Carl Craft

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(Photo by Vittorio Zunino Celotto/Getty Images)

When your cat is walking around the house with their tail up, you can’t help but notice their . . . um . . . cat hole pointing right at you.  And do you ever wonder JUST how many parts of your house your cat is touching with its butt?

Dateline, Tennessee.

There’s a sixth grader in Tennessee named Kaeden Griffin who decided to do God’s work . . . and tackle that question for his science fair project.


His project is called “Does your cat’s butthole really touch all the surfaces in your home?”


He ran his experiment by putting a non-toxic lipstick on his cats’ anuses . . . and then keeping track of where that lipstick showed up around the house.  And the results are:



1.  Cats with long and medium hair didn’t make any contact with hard or soft surfaces.


2.  Cats with short hair didn’t make contact with hard surfaces . . . but there were smears of lipstick on soft surfaces like the bed.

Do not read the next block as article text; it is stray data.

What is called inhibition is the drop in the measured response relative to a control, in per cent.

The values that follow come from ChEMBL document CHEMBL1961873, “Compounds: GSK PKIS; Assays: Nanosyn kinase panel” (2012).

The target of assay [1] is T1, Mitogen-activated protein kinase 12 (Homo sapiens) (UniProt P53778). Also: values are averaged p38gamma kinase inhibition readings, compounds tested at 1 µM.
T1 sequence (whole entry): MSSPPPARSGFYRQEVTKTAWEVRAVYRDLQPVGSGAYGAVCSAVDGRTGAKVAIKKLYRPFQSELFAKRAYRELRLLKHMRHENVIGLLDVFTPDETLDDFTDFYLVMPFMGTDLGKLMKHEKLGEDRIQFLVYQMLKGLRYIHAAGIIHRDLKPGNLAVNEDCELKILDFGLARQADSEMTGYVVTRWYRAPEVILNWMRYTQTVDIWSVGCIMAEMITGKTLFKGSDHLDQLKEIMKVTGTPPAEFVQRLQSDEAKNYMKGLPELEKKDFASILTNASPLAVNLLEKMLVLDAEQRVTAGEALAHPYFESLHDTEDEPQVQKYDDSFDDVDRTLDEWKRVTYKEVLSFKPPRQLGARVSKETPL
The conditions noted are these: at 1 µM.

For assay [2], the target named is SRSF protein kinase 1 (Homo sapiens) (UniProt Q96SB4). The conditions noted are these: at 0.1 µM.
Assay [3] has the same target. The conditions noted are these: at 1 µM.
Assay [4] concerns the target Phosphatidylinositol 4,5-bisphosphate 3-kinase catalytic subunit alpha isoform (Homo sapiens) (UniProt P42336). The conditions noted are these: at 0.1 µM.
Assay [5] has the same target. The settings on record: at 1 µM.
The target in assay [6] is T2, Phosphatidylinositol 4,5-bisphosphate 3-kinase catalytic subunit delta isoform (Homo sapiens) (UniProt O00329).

So the good news is:  Your cat ISN’T dragging their butt all over your house.  But if you have a short-haired cat . . . well, maybe not everything is safe.


Finished project! 🐾

Posted by Kerry Griffin on Saturday, April 17, 2021



His results and general findings: Long and medium haired cats made no actual contact with soft or hard surfaces at all....

Posted by Kerry Griffin on Saturday, April 17, 2021


Short haired Taco sitting on a soft carpeted surface.

Posted by Kerry Griffin on Saturday, April 17, 2021

Carl Craft is studying here on earth for a short time with varying amounts of success. He's heard every morning on The Morning Rat Race. Sometimes he goes, "sock / shoe, sock / shoe" which we think is a sign of some kind of psychosis...